A series of misfortunes in which Mapache first tortures Angel and then cuts his throat leads to the gang ending the movie in another huge gunfight at which a water-cooled machine gun taken from the train raid takes center stage. Dozens of soldiers are killed and the Wild Bunch ends up going down, each man shot to pieces. When Deke and the posse arrive in the aftermath, he lets them take the bodies and try for the reward knowing they’ll run into Villa’s men and get killed. When Villa’s men finally do arrive, with Sykes riding at the head of the column, Deke decides to join the revolution.
This then is Sam Peckinpah’s new idea for a happy ending: Loyalty to the end and dying on your own terms. The Wild Bunch may die, but they die taking out the people who have threatened and hurt them along the way. Deke joins the Mexican Revolution at the end, knowing nothing more awaits him back in the States. It’s 1913 and this is one of the last ways in which a gang of outlaws who lived by the gun can also die by it. The next option will be already old men getting older, cars fully taking the place of horses, dirt roads getting paved. More importantly, it’d be a time when police men in navy blue uniforms with double rows of brass buttons would put them on trial, and they’d die after wasting away in prison, rather than men in frock coats with silver stars pinned to their chests hanging them or better yet, gunning them down. It’s not much, but for the time, it’s something.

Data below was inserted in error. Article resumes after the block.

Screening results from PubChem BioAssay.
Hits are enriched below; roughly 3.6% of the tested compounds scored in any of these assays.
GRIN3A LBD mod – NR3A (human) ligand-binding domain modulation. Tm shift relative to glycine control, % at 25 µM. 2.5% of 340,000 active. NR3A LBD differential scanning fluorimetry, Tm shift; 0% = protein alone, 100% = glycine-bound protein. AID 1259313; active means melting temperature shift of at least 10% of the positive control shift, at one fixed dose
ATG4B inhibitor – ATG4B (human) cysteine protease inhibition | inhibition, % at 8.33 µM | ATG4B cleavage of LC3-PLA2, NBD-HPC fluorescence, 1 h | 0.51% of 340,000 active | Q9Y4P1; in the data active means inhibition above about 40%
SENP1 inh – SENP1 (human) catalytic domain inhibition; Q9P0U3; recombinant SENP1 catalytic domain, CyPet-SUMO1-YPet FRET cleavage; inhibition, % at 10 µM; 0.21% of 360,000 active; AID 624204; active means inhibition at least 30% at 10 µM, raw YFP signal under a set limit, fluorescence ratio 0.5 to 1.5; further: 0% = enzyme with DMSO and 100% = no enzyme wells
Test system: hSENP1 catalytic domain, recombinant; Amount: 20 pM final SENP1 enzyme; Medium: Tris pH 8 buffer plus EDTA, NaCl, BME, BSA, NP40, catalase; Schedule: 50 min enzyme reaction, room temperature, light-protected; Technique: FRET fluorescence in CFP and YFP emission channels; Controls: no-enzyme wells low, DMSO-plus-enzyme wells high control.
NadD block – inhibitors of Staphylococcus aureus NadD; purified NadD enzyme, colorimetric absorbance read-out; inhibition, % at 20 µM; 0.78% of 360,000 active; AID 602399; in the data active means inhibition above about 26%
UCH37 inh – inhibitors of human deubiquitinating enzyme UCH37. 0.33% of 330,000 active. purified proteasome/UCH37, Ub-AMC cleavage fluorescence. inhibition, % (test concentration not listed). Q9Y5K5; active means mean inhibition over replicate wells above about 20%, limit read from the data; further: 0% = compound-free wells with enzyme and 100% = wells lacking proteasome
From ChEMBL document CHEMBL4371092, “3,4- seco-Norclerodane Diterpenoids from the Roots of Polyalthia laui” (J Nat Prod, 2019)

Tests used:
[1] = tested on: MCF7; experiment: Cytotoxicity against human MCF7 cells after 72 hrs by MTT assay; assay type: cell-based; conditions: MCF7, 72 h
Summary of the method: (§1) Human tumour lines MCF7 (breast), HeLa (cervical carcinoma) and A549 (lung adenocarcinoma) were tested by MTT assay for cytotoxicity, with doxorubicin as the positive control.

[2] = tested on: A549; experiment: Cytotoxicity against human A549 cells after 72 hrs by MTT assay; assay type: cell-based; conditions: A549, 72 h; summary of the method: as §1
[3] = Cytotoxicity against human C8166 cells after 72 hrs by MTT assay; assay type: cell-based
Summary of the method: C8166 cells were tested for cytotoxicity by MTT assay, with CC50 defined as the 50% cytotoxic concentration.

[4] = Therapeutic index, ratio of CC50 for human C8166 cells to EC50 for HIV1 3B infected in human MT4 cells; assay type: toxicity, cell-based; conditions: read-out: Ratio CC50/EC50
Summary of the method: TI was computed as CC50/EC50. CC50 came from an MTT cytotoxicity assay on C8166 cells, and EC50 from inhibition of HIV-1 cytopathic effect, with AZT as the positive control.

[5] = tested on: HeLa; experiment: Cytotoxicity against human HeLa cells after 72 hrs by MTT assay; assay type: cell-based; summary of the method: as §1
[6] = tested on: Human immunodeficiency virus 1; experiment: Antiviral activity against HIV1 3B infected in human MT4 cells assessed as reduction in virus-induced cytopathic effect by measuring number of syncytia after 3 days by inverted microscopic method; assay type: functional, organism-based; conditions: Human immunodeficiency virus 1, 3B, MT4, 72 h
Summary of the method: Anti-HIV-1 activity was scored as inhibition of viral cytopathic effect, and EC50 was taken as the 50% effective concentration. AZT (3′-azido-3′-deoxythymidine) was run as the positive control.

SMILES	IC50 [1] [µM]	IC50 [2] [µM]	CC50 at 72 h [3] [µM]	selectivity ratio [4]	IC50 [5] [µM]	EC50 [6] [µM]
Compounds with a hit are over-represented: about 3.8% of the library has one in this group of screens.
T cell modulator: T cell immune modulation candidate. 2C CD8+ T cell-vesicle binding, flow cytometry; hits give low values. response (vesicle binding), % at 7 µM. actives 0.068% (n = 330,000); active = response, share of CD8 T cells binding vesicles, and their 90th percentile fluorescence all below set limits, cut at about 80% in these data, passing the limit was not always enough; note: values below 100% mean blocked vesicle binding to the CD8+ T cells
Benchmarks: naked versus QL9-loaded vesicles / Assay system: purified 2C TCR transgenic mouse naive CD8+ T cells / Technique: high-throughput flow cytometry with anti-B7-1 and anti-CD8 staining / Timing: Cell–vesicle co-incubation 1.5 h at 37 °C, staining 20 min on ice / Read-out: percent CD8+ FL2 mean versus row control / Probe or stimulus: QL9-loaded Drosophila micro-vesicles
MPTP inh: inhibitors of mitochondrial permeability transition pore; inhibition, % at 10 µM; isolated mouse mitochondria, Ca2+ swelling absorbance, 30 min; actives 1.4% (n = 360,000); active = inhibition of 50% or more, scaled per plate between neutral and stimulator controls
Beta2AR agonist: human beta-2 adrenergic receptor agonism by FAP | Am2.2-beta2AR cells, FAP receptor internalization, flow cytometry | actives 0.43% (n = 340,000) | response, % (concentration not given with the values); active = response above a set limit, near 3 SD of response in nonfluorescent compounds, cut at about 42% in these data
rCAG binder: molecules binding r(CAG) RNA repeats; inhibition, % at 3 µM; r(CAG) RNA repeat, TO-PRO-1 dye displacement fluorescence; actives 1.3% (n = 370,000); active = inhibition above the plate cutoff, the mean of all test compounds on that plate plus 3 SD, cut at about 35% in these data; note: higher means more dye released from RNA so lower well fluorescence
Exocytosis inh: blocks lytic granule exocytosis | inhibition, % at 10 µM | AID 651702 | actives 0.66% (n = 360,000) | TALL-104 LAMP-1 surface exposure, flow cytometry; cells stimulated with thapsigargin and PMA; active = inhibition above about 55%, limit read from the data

For Peckinpah in The Wild Bunch, the death of the West means a new era of double crosses and betrayals, much like he saw in the modern world around him. There were no good guys fighting bad guys; only bad guys with the guise of authority fighting those they called enemies. The difference between the Wild Bunch and the heartless railroad moneyman who hired Deke is that at least the gang never thought they were being good. It’s also a time of bloody, newly mechanized warfare with the only silver lining being that the weapons used by those in charge can just as easily be turned on them as the Wild Bunch do to the Federales at the end.
It’s the dawning of a new era and Peckinpah’s remedy is staying true to yourself, your friends, and your ideals. Dying with your boots on is Peckinpah’s best outcome. Well, that or joining the tone-deaf, dried-up temperance parade and getting ground between both sides when conflict inevitably arises. For Peckinpah, that simply wasn’t an option.
- Casting Randolph Scott—a box office superstar of the early 1950s and a famous Western actor known for playing straight-arrow heroes—as a scoundrel is the first bit of revision Peckinpah puts into the movie.
- Ride the High Country is a movie that William Goldman, the writer of Butch Cassidy and the Sundance Kid—that subsequently won Goldman his first Oscar—tells an intriguing anecdote about. When he saw Ride as the B-feature of a double bill, he says he called an executive at the studio and asked why they treated it so badly. The response was simple and indicative of the industry’s mindset then and today: No picture could be both that good and cost so little to make.
- Donald Trump, “Shithole countries,” 1/12/18.
- Fans of Warren Oates will find a lot of him to love in the work of Peckinpah. Oates first met Peckinpah back during The Rifleman and The Westerner and from there proceeded to work in Ride the High Country, Major Dundee, The Wild Bunch, and Bring me the Head of Alfredo Garcia.
- Warren Oates and Ben Johnson would go from playing brothers in The Wild Bunch to enemies in the excellent 1973 John Milius film, Dillinger, starring Oates as the titular gangster and Johnson as the FBI agent hunted him, Melvin Purvis.
- One of Mapache’s men, Herrera, is played by Alfonso Arau who gets the job upgrade to El Guapo, another man who has German advisers and robs from innocent villagers, in the 1986 Western comedy ¡Three Amigos!, also set during the same era.